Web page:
Some of us, such as myself, are still working. Others are retired. But so many of us confide that underneath our positive spin about our new location is a yearning to return to how it was in the old one.
Maybe part of it is the traditional nostalgia for our more youthful selves. After a certain age, there tends to be a fall-off in energy level, flexibility, and enthusiasm about learning new things. We recall the time when that wasn't so.
Another part of homesickness is the loss of intimate relationships. Just recently, after two years here, I have developed a friendship in which I feel safe confiding some personal information. Not much. Not yet. Back east there were at least seven people I trusted with my secrets and angst.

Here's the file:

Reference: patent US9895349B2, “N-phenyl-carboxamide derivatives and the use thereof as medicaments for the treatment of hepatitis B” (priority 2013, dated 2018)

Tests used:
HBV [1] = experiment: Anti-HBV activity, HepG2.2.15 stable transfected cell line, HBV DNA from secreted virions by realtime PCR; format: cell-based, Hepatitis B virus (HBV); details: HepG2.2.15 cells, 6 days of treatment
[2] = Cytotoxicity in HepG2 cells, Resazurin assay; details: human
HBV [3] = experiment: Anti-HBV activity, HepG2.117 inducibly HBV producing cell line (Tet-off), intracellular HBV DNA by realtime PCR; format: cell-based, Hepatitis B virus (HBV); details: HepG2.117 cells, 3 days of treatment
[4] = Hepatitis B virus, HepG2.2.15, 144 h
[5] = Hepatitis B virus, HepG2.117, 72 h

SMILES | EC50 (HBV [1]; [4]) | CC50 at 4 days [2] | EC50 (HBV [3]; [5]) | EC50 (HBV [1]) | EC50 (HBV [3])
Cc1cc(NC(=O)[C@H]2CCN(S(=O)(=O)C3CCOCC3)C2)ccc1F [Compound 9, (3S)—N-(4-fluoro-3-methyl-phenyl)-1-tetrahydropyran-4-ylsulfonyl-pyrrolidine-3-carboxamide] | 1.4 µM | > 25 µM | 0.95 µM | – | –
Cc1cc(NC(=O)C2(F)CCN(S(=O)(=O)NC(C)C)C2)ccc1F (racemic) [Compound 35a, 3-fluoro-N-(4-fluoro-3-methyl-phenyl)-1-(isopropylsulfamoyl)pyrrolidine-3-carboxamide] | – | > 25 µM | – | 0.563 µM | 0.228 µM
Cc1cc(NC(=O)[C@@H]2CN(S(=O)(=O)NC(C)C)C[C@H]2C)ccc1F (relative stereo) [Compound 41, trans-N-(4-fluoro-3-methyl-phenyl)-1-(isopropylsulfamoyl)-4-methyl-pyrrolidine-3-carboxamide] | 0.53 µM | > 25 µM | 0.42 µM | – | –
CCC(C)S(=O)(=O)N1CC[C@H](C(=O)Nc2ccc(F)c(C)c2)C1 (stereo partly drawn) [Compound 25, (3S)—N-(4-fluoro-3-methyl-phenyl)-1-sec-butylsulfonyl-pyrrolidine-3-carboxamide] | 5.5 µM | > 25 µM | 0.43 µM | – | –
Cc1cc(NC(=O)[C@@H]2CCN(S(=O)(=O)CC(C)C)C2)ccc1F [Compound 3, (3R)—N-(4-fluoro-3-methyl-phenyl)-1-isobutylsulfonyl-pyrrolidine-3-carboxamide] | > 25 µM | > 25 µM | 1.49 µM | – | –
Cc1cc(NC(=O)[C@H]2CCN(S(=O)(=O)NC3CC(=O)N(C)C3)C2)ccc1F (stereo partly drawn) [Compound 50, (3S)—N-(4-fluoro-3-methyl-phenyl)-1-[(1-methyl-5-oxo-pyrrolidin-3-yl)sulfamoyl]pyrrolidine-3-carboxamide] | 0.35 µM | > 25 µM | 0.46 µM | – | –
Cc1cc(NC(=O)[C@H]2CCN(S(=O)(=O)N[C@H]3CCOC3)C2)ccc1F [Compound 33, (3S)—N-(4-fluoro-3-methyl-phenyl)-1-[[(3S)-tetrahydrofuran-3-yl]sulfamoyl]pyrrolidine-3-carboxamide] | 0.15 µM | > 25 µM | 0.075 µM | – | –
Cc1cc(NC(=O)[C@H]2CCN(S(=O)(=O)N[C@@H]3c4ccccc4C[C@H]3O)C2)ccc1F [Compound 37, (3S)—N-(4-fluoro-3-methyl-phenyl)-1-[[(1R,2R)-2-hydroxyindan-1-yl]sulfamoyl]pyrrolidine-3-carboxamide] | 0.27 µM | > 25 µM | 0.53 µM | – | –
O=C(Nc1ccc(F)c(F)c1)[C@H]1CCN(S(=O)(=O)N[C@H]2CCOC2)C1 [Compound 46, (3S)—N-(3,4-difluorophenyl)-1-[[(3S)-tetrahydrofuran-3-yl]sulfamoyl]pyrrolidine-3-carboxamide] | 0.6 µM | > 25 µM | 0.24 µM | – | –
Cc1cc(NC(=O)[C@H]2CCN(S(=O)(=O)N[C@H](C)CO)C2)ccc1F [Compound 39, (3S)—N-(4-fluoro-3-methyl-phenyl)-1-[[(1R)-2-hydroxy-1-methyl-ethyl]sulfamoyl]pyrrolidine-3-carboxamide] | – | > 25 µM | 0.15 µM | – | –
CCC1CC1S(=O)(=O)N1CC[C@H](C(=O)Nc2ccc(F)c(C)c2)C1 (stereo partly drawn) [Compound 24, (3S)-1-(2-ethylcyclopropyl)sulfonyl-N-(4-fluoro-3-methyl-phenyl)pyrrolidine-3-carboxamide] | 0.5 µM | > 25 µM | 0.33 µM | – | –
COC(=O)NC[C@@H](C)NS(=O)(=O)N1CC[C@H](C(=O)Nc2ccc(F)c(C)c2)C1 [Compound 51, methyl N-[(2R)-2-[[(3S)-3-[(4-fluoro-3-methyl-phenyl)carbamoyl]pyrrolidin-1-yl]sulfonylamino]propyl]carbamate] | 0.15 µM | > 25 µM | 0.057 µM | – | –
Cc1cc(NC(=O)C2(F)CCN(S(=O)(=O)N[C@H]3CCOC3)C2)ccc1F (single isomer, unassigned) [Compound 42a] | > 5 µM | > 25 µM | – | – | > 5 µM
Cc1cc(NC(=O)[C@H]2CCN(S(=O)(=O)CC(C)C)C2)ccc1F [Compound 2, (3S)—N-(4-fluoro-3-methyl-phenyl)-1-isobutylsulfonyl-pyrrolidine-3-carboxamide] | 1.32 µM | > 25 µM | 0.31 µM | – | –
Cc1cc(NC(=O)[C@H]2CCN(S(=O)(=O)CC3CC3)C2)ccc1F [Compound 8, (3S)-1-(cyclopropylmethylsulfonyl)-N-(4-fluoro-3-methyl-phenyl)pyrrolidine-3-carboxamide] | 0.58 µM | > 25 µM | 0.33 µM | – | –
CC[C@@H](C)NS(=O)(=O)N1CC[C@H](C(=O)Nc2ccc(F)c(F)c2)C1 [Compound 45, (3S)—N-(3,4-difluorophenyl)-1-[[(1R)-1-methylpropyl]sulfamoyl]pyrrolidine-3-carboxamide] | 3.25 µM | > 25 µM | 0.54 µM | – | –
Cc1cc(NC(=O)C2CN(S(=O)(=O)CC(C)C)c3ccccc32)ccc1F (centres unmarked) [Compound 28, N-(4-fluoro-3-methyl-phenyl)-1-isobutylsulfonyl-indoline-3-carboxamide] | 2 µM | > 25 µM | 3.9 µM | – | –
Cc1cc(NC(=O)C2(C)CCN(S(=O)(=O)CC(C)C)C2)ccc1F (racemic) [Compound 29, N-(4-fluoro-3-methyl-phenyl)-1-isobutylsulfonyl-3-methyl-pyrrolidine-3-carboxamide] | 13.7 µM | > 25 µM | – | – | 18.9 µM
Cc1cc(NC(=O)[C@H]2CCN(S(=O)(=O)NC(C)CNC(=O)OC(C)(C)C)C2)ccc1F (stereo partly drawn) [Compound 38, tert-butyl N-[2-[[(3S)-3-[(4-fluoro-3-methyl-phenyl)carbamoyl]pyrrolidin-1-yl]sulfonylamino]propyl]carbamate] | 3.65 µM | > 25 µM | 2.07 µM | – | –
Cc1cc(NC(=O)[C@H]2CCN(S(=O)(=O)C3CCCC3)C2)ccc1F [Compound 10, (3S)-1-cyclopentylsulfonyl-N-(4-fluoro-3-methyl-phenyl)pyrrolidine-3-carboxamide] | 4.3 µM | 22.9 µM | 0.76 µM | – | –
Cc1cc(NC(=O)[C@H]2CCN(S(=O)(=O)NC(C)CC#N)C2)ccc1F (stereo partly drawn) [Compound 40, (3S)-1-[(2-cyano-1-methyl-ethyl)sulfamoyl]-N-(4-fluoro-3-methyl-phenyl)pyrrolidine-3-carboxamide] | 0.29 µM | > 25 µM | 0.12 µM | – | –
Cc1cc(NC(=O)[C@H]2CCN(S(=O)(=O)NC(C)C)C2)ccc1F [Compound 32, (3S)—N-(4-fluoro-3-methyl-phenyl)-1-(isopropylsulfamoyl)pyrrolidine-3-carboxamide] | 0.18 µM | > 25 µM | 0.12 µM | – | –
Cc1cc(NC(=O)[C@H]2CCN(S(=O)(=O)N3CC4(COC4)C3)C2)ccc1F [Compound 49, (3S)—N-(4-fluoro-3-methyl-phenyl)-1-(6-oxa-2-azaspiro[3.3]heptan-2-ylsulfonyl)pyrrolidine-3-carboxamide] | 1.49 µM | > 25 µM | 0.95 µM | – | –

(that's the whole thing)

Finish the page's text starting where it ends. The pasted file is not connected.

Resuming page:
A third part is the loss of the ability to make big money fast. Here one assignment did pay $4,000. Another $2,500. In the New York Metro area, assignments billed at $20,000 and more did fall into my lap often. No longer do I perceive myself as a player.
Not that I regret the move. No longer could I endure the bitter cold and snow. And rent was moving on by the 50-percent mark in what I shelled out from my monthly income. Yes, it had come to that: I had to pull up roots.
But, I warn my old friends still based on the East Coast that adjusting in another location will not be easy. Here some long-timers tell me that in another year I will consider this "home." I hesitate to believe them.